Inspired by Luke 15:1-10
So, for those of you who have not picked up on this yet, I’m an introvert. I know, I know, this seems like a strange occupation for an introvert right!? However, I think there are just as many introverts as there are extroverts among us clergy. In fact, I suspect, there are may be more introverts among us clergy but I’m not aware of any research on this. There is a lot of misinformation about introverts though. Many assume we always want to be alone. Or that we are anti-social. Or that we are always quiet and reserved.
Those who know me and my fellow introverts best know that this is not the case. I love spending time with people, quality time. But I also enjoy socializing with people I don’t know well…yet, I just need different parameters around that kind of socializing. And those closest to me, know that I am anything but quiet and reserved. If that were true my family would not be telling me to shut up all the time!
However, to be fair, I don’t like any more attention on myself than is required. If I don’t have to be in the spotlight, I’ll let others be there. If I don’t have to be the loudest voice in the room, I’ll let others be that. I think that’s why Pastor Casey and I make such a great team. Take for instance, the different way we both enter a room. When Pastor Casey walks in, he announces himself! When I see that I think, wow, I wish I could do that! That thought usually occurs while my eyes are rolling but that’s beside the point! Or as another example, the different way we announced our upcoming birthday’s. I think he started telling people at least two months in advance. I first mentioned it publically, well right now, three days after my birthday!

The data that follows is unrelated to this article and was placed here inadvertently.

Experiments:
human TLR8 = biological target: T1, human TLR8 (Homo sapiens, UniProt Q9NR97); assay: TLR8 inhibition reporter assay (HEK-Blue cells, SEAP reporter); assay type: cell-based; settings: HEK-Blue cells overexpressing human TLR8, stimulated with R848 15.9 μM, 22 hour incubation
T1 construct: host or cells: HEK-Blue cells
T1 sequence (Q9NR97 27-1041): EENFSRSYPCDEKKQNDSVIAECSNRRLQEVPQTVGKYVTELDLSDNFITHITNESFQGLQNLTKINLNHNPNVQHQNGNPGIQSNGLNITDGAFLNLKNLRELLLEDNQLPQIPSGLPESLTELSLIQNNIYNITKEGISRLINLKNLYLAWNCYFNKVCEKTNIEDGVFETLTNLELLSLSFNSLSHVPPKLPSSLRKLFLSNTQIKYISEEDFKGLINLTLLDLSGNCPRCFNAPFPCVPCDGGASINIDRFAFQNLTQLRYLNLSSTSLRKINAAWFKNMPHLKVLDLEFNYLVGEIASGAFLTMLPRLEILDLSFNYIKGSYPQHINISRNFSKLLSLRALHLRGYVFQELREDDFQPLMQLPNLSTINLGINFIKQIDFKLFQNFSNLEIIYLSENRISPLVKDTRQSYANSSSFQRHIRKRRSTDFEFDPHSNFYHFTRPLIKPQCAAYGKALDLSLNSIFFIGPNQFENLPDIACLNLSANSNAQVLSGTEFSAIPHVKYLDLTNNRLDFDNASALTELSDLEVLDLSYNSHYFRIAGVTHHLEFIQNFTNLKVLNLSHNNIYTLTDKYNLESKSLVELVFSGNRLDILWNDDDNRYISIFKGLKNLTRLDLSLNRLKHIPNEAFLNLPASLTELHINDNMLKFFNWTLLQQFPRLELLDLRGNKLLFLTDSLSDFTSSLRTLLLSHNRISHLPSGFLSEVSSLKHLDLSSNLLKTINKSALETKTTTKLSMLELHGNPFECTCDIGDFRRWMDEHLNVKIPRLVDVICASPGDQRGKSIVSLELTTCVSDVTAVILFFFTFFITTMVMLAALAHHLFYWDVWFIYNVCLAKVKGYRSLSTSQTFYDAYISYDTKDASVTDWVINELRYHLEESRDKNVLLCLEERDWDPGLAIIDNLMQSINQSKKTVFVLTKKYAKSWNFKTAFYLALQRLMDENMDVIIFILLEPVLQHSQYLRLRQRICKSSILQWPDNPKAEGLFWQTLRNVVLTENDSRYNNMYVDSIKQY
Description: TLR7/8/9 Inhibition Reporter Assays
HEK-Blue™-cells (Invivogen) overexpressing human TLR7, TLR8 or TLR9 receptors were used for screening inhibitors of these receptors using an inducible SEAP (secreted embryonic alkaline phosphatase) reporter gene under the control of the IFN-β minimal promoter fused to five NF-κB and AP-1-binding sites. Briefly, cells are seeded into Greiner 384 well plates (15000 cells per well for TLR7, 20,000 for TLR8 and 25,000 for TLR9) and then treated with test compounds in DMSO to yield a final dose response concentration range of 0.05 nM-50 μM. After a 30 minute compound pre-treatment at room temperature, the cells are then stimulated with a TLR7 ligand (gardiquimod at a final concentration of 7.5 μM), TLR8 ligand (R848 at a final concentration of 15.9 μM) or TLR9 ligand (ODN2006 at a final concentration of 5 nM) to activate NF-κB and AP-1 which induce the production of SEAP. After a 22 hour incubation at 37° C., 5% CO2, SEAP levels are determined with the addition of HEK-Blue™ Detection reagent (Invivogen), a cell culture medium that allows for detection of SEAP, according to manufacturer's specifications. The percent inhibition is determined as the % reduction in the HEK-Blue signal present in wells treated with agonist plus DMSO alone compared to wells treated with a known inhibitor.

Ok, so why all this talk about seeking attention? Since the beginning of summer we have been reading through the Gospel of Luke, and we’ll continue to do so, chapter by chapter, right through the fall. And when we started this I urged you to keep one thing in mind, that Luke is taking us on a deliberate path, to Jerusalem, to the cross. And that every story he shares with us, should be read in the shadow of Jesus death. So the question behind every single story that Luke shares with is, what does it look like to follow a crucified God? Please continue to keep that in mind. So, today we have this story that includes a parable about a lost sheep and a lost coin. But what I really want to address is what caused Jesus to tell this parable in the first place.
Luke begins this story by saying, “All the tax collectors and sinners were gathering around Jesus to listen to him. The Pharisees and legal experts were grumbling, saying, ‘This man welcomes sinners and eats with them.’” [gasp] Gasp! Let’s try that again together this time! This man welcomes sinners and eats with them! [gasp] Remember, that would have been your reaction if you were reading this two thousand years ago. But I don’t want to focus as much on why Jesus continually welcomed and ate with “sinners.” I want to focus on the salty Pharisees and legal experts. Why are they so bent out of shape over this? Well, for a few reasons. On the surface they think Jesus is just plain wrong. They believe that Jesus is on the wrong track , that he is leading people astray.